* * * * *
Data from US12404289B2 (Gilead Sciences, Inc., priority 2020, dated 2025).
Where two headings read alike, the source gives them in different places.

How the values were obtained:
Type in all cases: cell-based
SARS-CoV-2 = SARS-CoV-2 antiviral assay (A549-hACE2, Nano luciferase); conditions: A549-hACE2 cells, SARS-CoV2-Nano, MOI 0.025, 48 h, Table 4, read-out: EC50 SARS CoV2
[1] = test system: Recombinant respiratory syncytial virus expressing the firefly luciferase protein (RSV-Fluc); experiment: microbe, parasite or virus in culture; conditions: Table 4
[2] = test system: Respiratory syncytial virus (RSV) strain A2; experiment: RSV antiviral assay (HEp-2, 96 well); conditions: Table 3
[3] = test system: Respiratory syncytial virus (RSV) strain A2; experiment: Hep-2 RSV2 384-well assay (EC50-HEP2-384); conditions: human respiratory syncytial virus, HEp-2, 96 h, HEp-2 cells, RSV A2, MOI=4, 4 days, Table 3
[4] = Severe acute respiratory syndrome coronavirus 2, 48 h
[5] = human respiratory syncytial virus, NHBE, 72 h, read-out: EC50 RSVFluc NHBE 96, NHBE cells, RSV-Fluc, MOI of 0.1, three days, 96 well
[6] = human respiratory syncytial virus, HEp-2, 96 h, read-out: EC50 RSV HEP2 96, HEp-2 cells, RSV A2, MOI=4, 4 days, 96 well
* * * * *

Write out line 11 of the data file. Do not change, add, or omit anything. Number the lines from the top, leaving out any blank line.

[6] = human respiratory syncytial virus, HEp-2, 96 h, read-out: EC50 RSV HEP2 96, HEp-2 cells, RSV A2, MOI=4, 4 days, 96 well